Should we use managed Functions as a Service (FaaS)?

This text was taken from the book and a Udemy course The DevOps Toolkit: Catalog, Patterns, And Blueprints

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We should ask two significant questions when contemplating whether we should use managed Functions as a Service (FaaS) flavor of serverless computing. Should we use them? If we should, shall it be AWS Lambda, Azure Functions, Google Cloud Functions, or something completely different?

So, should we use managed FaaS? We probably should. But that’s not the right question. We can almost certainly find at least one good example. A more important question is whether managed FaaS can be the solution for a significant percentage of our workload. That’s the question that is much more difficult to tackle. To answer it, we might need first to establish good use cases for deploying and running functions.

By now, most of us are using or are experimenting with microservices. They are smaller applications that are loosely coupled, independently deployable, organized around business capabilities, and owned by small teams. I will not dive deeper into microservices. You probably know what they are, and you likely have at least one in your system. You might have even converted everything into microservices by now.

What matters is that you do develop and deploy microservices. If you do not, you can just as well forget about functions. If you failed to transition to microservices or you do not see value in them, functions will almost certainly not work for you. From a very simplistic point of view, they are smaller microservices. We could just as well call them nano services.

On the other hand, if you do have good use cases for microservices, you might benefit from functions. You might just as well continue the trend of shrinking your applications into very focused and small entities which we call functions.

Some use cases are natural candidates for functions, some might produce a questionable return of investment, while others can be discarded right away. Let’s start with the situations that do not fit well into the FaaS model.

If the workload of an application is, more or less, constant, FaaS is not a good idea. The model is based around a mechanism capable of spinning up an instance of a function for each request. Such operation is expensive both in time required to make it operational and the cost, which is often calculated per-request or time of execution. Even though initialization time is usually measured in milliseconds, if we have relatively constant and massive traffic, wasting time on initialization is not a good idea. If, for example, you have an API that is receiving thousands of concurrent requests and the volume does not change drastically from one minute to another, you are likely better of with a different deployment and execution model.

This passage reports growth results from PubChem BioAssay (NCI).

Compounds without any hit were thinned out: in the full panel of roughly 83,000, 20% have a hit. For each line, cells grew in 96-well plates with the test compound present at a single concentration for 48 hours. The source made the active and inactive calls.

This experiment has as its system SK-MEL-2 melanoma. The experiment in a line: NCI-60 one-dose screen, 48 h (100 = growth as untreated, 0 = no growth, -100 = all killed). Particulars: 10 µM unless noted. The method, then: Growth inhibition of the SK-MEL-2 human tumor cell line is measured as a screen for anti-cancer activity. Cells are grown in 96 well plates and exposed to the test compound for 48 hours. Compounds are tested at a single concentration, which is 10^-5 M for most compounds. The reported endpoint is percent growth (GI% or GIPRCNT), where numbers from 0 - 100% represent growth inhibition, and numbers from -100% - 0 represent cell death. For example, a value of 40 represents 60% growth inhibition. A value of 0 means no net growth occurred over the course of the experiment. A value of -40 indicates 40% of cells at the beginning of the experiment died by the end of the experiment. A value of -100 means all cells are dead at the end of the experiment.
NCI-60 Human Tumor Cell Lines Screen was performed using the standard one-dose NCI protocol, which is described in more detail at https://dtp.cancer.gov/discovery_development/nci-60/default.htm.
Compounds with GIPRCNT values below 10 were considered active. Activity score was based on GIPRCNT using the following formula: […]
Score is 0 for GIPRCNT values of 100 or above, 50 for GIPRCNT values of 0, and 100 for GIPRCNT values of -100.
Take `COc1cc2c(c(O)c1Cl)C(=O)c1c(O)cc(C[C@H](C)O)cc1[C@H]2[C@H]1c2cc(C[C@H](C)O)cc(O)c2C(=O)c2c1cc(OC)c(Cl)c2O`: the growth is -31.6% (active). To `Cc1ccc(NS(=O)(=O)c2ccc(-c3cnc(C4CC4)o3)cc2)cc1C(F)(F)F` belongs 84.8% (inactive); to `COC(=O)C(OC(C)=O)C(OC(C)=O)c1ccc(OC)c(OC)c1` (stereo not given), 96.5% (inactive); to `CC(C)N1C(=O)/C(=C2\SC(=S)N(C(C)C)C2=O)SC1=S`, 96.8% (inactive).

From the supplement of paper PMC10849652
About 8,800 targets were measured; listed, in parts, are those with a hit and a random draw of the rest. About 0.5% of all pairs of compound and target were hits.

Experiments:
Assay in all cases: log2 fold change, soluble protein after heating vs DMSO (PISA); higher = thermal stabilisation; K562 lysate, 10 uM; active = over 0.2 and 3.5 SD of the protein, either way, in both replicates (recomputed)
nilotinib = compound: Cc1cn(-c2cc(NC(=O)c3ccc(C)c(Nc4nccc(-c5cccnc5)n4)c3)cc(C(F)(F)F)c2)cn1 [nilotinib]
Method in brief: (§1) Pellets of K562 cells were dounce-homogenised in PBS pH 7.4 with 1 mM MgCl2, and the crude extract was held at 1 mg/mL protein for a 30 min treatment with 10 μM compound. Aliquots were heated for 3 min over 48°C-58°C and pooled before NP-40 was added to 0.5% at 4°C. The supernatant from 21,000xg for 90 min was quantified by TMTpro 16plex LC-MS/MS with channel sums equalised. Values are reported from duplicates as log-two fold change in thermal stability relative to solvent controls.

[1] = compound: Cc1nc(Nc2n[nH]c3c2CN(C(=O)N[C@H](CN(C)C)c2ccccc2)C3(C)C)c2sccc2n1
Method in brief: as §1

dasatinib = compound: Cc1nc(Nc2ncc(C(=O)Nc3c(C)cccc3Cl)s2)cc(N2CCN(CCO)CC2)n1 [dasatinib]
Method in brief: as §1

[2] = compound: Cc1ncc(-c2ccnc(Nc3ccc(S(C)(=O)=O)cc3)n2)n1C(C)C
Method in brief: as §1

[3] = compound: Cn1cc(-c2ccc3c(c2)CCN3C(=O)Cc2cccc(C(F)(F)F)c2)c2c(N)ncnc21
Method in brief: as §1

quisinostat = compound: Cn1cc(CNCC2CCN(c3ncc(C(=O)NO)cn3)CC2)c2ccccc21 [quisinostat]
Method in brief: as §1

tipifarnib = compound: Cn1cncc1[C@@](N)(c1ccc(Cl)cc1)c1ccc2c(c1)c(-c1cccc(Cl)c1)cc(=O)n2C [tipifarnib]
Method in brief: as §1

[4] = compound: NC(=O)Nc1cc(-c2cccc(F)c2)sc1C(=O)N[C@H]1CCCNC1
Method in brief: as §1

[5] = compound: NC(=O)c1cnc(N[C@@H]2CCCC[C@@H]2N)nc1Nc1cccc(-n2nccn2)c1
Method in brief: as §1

Initialization or the cold-start time has been improved. Service providers managed to reduce it drastically, and they might keep your functions "warm" for a while. Nevertheless, all that only improved the situation, but did not entirely remove the issues with initialization.

There is one more crucial reason why we are better off not using FaaS when we have, more or less, constant workload. They are too expensive. As a matter of fact, if we calculate the cost based on CPU or memory utilization, FaaS is much more costly than most of the alternatives. It can be a couple of times of magnitude more expensive. And that’s where the real importance of variable load comes in. If an application’s workload changes drastically from one moment to another, or if your application is used sporadically, FaaS is way cheaper since we are usually paying for CPU per millisecond, second, or anything in between. But, if we do have constant usage of a resource (e.g., CPU), that is usually much cheaper without FaaS. Under certain conditions, the difference can be expressed with a multiplier of five, ten, or even more.

Let me make it clear. FaaS is very expensive when used extensively. It is likely the most costly way to run our applications at scale. From the cost perspective, managed FaaS tends to make sense only when functions are used sporadically, or when there is a considerable variation in the amount of workload, from one moment to another. That does not necessarily mean that FaaS is a bad idea. Those costs might be overshadowed by the benefits and operational or development savings. Nevertheless, the price is not something to be ignored, but, instead, factored into the decision whether to use FaaS.